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July 12, 1978 - Image 11

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Publication:
Michigan Daily, 1978-07-12

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The Michigan Daily-Wednesday, July 12, 1978-Page 11

Senate
WASHINGTON (AP) - The Senate
yesterday approved a $36 billion
military authorization bill including $2
billion for a nuclear aircraft carrier
that could be the last in a long line of
these giant ships.
The bill, authorizing funds for
weapons spending and research in the
budget year beginning Oct. 1, was ap-
proved on an 87-2 vote with only Sens.
Mark Hatfield (R-Ore.), and William
Proxmire (D-Wis.), in dissent.
A HOUSE-APPROVED version of the
bill would authorize $38 billion. Dif-
ferences between them will have to be
ironed out by Senate and House
negotiators.
Earlier, by a voice vote, the Senate
adopted a policy statement asserting
that future aircraft carriers must be
substantially smaller and less costly
than the current line of 1,000-foot-long
ships.
Critics described the large carriers
as "helpless dinosaurs in the ocean"
which are highly vulnerable to guided
missiles and "may last only 10 minutes

spproves military spending bill
after the outbreak of war." carrier of this type." By a 68-22 vote, the Senate also rejec-
Even so, they said they would not op- He said, however, the policy ted an amendment by Sen. Gary Hart
pose the nuclear carrier that had been statement "can't bind or prohibit any (D-Colo.), to kill a provision
added to the authorization bill by the President." authorizing $983 million for the first
Senate Armed Services Committee The statement would require that all nine production models of the F-18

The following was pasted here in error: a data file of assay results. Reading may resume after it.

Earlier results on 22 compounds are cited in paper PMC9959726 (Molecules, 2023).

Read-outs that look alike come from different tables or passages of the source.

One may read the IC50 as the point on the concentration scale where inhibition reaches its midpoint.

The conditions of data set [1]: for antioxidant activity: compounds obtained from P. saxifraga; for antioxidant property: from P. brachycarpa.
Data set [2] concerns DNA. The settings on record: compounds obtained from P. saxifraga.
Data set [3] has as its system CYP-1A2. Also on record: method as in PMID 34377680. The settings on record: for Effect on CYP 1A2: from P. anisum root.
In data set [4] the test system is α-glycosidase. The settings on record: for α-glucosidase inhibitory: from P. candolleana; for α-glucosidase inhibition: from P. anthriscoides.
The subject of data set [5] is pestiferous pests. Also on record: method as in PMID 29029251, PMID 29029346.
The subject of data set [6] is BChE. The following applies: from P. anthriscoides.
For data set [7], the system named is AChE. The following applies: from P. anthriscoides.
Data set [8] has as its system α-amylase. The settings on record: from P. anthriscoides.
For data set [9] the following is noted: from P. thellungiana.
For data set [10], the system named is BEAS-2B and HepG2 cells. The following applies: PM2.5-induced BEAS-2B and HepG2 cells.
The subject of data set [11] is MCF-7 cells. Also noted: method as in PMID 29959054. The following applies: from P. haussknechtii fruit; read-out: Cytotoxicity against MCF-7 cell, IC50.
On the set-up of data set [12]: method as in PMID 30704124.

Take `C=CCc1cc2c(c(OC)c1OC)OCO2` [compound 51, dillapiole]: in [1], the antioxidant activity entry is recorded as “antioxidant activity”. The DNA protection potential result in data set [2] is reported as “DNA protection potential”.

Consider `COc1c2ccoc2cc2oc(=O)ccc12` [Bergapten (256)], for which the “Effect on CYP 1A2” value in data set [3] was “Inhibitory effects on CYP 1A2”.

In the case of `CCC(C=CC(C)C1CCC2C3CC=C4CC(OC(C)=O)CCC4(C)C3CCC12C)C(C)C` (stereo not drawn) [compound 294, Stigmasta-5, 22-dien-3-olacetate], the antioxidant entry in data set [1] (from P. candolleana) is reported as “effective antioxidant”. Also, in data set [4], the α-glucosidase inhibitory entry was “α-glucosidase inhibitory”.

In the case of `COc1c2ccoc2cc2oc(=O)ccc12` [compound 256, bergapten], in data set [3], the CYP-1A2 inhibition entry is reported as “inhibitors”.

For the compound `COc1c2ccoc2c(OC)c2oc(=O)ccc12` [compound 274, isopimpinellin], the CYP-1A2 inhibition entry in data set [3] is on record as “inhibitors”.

over the objections of the Carter ad- future carriers be smaller ones "unless fighter aircraft.
ministration. and until the President has fully ad-
THE HOUSE already has approved vised the Congress that construction of HART DESCRIBED his proposal ass
construction of a carrier - the fifth of such ships is not in the national in- move away from large-deck carriers
the Nimitz class. terest." and toward smaller, less expensive
Sen. John Culver (D-Iowa) said his EVEN THEN, the amendment would ships carrying planes that take off ver-
carrier amendment puts the President require the President to give Congress tically or in a short distance. He said
and the Pentagon "on notice that this proposals for alternatives to the large the F-18 will lock the Navy into buying
No. 12 is the last one." Culver noted that ships. more large-deck carriers.
the Navy has said it needs no more than
12 big carriers.
"Many of us have said we don't need
the 12th one or it's highly DAILY EARLY BIRD MATINEES ---Adults $1.25
questionable," Culver said, adding, MIC S OUNT IS FOR SHOWS STAR TING BEFORE 1:30
however, that he would support the MON. thew SAT. 10 A.M. Of__:36 P.M. SUN. 8 HOLS. 12 Noon tit1:30_P.M.
ship
SEN. JOHN STENNIS (D-Miss.) EVENING ADMISSIONS ATER 5:00, $3.50 ADULTS
chairman of the Armed Services Coi Monday-Saturday 1:30-5:00, Admission $2.50 Adult and Students
mittee, supported Culver's amen- Sundays and Holidays 1:30 to Close, $3.50 Adults, $2.50 Students
dment, saying: "I hope and think it's Sunday-Thursday Evenings Student & Senior Citizen Discounts
true this is the last bill that will have a Children 12 And Under. Admissinns $1 .

Anti-smoking groups
fume over trademark

WASHINGTON (AP) - Two anti-
smoking groups, presumably united in